January 9, 1997
The American Association of Law Libraries' (AALL) Special Committee on the Renaissance of Law Librarianship in the Information Age has produced a comprehensive look at the future of the profession in Toward A Renaissance in Law Librarianship: The Report, Recommendations and Materials of the American Association of Law Libraries Special Committee on the Renaissance of Law Librarianship in the Information Age. This groundbreaking report edited by AALL member Richard Danner (Associate Dean for Library and Computing Services, Duke University School of Law Library, Durham, North Carolina) has been printed and distributed to all AALL members through the generous support of West Information Publishing Group.
The main body of the Report covers three timely issues faced by AALL members-Fundamental Changes Challenging Law Libraries, the New Law Librarian in the Information Age, and a list of AALL Recommendations for the Executive Board. The Report is accompanied by a transcript of a discussion held at the 89th AALL Annual Meeting last summer in Indianapolis entitled Redefining The Law Librarian's Profession: A Town Meeting on the Future of Law Librarianship and by Divergent Views: Individual Statements on the Future of the Profession, in which members of the Special Committee offer their own forecasts for the years to come.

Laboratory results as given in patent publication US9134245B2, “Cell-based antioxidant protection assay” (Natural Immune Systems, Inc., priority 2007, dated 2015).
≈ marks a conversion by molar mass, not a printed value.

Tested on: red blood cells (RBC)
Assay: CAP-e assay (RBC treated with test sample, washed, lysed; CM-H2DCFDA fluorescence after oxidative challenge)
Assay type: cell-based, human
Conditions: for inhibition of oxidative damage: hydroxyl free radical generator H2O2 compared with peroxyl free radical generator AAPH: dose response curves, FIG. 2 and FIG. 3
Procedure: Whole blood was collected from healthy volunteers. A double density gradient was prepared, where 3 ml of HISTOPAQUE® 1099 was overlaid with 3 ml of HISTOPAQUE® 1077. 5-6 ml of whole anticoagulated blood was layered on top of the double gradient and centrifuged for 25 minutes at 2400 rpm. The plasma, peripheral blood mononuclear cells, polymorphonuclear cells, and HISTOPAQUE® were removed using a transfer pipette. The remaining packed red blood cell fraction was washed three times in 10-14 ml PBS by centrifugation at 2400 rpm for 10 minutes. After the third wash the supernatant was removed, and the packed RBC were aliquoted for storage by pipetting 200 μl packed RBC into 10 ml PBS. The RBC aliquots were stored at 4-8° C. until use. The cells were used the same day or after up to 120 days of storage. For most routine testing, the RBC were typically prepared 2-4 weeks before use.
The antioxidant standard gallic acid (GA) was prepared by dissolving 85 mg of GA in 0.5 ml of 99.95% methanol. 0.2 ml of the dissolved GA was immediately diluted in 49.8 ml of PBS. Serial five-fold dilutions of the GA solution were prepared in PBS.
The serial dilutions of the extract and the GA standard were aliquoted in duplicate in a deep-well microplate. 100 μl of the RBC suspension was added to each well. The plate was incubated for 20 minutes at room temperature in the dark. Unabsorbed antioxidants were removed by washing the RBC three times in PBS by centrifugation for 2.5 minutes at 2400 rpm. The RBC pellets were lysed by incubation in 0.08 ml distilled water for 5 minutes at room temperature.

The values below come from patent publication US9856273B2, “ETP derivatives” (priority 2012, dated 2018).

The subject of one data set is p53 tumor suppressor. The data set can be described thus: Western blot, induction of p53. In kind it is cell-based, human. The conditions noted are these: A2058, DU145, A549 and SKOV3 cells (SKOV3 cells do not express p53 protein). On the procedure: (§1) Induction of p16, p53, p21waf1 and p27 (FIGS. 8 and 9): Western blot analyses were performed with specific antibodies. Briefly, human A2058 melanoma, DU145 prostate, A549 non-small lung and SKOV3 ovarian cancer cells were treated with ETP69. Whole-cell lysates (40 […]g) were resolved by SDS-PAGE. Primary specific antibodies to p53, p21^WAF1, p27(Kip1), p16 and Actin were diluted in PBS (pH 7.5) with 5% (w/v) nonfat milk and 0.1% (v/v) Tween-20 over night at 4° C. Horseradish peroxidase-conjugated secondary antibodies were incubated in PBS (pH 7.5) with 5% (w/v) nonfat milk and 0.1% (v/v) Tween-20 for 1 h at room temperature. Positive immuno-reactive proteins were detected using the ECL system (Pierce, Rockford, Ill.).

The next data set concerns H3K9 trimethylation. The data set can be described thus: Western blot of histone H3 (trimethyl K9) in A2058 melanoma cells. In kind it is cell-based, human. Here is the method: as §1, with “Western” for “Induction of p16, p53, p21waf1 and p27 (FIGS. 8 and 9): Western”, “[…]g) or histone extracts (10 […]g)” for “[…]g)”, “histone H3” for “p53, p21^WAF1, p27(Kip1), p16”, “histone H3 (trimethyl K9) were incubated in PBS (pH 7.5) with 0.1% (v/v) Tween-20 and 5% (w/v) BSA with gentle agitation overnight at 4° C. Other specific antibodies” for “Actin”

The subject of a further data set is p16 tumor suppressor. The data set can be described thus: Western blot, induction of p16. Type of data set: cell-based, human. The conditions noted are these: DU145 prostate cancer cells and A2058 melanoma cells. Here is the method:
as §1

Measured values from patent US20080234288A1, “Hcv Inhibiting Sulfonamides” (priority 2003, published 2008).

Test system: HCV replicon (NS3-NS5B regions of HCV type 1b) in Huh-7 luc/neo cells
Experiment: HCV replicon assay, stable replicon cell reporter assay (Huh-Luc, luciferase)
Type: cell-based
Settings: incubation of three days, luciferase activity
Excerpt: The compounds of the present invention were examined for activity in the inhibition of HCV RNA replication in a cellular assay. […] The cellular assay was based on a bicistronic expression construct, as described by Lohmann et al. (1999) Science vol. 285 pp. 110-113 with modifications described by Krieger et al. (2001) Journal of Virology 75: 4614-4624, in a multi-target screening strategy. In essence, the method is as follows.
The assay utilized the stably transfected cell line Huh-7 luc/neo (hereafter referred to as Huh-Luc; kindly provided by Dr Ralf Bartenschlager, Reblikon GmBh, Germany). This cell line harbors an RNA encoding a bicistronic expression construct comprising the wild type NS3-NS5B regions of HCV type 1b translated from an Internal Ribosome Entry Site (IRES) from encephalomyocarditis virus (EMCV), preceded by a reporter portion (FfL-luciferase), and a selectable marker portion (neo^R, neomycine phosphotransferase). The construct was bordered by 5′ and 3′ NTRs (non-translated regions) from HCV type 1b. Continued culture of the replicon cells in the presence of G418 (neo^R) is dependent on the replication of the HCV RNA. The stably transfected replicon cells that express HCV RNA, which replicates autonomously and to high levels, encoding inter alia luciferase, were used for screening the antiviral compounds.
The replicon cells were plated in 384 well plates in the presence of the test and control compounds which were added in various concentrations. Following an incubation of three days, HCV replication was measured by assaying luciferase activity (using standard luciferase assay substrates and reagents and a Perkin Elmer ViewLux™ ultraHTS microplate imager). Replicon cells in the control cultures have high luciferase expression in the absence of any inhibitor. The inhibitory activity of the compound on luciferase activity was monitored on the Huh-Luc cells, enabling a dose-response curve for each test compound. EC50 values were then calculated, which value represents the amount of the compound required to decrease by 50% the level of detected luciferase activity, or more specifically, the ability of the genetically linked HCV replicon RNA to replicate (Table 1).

The Report is the result of three years of discussions, debates and definition conducted by the Special Committee under the charge of AALL's 1994-95 President Carol Billings (Director of the Law Library, Law Library of Louisiana, New Orleans, Louisiana). Billings created the Special Committee in direct response to a major direction specified in the Strategic Challenge, the Association's plan for 1994-1998. The direction was to "provide leadership to shape the legal information environment in a time of rapid technological and public policy changes."
In her preface to the Report, Special Committee Chair Kathleen M. Carrick (Law Librarian and Associate Professor, Case Western Reserve University Law School) said, "I am proud of this Report's bold and honest definition of an exciting and evolving profession that must take stock of its present to prepare for its future- the Recommendations are firm challenges that, if openly and honestly discussed and followed, will advance our profession in realizing our future potential."
The Report is being mailed to AALL members courtesy of West. Additional copies are available at no charge from the AALL Executive Staff Office, 312/939-4764. Available online is the Special Committee on the Renaissance of Law Librarianship in the Information Age Report: Toward Renaissance in Law Librarianship, which is an excerpt from the publication.
Founded in 1876, West Information Publishing Group is one of the world's largest publishers of legal information. West develops products and services using state-of-the-art technologies that adapt to the specific needs of attorneys and other legal professionals and has been a leader in electronic publishing since the introduction of its online legal information service, WESTLAW, in 1975.
The American Association of Law Libraries was founded in 1906 to promote and enhance the value of law libraries to the legal and public communities, to foster the profession of law librarianship, and to provide leadership in the field of legal information. Today, with almost 4,700 members, the Association represents law librarians and related professionals who are affiliated with a wide range of institutions: law firms; law schools; corporate legal departments; courts; and local, state and federal government agencies.